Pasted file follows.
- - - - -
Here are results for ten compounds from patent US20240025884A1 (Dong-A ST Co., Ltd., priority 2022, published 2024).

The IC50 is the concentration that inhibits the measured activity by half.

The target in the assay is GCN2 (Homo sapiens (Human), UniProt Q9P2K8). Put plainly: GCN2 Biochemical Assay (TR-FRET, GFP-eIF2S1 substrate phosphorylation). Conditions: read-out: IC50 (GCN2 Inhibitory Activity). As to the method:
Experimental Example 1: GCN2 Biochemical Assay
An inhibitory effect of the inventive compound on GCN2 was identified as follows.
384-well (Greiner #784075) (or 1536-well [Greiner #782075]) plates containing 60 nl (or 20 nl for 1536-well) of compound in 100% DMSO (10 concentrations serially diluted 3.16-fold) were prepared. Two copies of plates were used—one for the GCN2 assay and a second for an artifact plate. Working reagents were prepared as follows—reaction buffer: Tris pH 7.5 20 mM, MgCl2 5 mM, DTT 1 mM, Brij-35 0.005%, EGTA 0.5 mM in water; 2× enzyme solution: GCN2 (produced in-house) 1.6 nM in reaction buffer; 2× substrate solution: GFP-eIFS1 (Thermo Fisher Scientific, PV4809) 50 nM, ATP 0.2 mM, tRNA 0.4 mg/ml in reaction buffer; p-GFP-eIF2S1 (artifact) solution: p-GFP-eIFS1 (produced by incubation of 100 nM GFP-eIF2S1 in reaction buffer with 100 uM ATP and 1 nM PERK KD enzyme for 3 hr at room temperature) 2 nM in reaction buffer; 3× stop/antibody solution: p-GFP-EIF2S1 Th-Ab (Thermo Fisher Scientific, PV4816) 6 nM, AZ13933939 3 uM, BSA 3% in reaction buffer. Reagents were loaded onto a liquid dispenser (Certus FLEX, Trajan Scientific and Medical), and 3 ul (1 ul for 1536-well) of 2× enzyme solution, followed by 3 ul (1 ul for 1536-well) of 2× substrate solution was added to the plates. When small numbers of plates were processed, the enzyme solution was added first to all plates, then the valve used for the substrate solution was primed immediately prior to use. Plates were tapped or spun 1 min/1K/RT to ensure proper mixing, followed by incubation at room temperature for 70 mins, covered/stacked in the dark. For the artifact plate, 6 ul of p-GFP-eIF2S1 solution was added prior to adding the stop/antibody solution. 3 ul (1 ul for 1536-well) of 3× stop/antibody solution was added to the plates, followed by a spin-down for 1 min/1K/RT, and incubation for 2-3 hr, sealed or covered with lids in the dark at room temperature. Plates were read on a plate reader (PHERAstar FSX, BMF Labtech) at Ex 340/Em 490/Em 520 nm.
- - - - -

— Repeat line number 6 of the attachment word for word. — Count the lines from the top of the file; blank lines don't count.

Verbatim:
384-well (Greiner #784075) (or 1536-well [Greiner #782075]) plates containing 60 nl (or 20 nl for 1536-well) of compound in 100% DMSO (10 concentrations serially diluted 3.16-fold) were prepared. Two copies of plates were used—one for the GCN2 assay and a second for an artifact plate. Working reagents were prepared as follows—reaction buffer: Tris pH 7.5 20 mM, MgCl2 5 mM, DTT 1 mM, Brij-35 0.005%, EGTA 0.5 mM in water; 2× enzyme solution: GCN2 (produced in-house) 1.6 nM in reaction buffer; 2× substrate solution: GFP-eIFS1 (Thermo Fisher Scientific, PV4809) 50 nM, ATP 0.2 mM, tRNA 0.4 mg/ml in reaction buffer; p-GFP-eIF2S1 (artifact) solution: p-GFP-eIFS1 (produced by incubation of 100 nM GFP-eIF2S1 in reaction buffer with 100 uM ATP and 1 nM PERK KD enzyme for 3 hr at room temperature) 2 nM in reaction buffer; 3× stop/antibody solution: p-GFP-EIF2S1 Th-Ab (Thermo Fisher Scientific, PV4816) 6 nM, AZ13933939 3 uM, BSA 3% in reaction buffer. Reagents were loaded onto a liquid dispenser (Certus FLEX, Trajan Scientific and Medical), and 3 ul (1 ul for 1536-well) of 2× enzyme solution, followed by 3 ul (1 ul for 1536-well) of 2× substrate solution was added to the plates. When small numbers of plates were processed, the enzyme solution was added first to all plates, then the valve used for the substrate solution was primed immediately prior to use. Plates were tapped or spun 1 min/1K/RT to ensure proper mixing, followed by incubation at room temperature for 70 mins, covered/stacked in the dark. For the artifact plate, 6 ul of p-GFP-eIF2S1 solution was added prior to adding the stop/antibody solution. 3 ul (1 ul for 1536-well) of 3× stop/antibody solution was added to the plates, followed by a spin-down for 1 min/1K/RT, and incubation for 2-3 hr, sealed or covered with lids in the dark at room temperature. Plates were read on a plate reader (PHERAstar FSX, BMF Labtech) at Ex 340/Em 490/Em 520 nm.